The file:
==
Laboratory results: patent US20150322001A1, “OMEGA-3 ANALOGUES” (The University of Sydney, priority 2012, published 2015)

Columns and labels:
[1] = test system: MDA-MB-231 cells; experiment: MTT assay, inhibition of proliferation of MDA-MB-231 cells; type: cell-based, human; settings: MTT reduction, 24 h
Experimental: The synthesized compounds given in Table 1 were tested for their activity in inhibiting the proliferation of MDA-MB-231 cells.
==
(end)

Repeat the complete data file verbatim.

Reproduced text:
Laboratory results: patent US20150322001A1, “OMEGA-3 ANALOGUES” (The University of Sydney, priority 2012, published 2015)

Columns and labels:
[1] = test system: MDA-MB-231 cells; experiment: MTT assay, inhibition of proliferation of MDA-MB-231 cells; type: cell-based, human; settings: MTT reduction, 24 h
Experimental: The synthesized compounds given in Table 1 were tested for their activity in inhibiting the proliferation of MDA-MB-231 cells.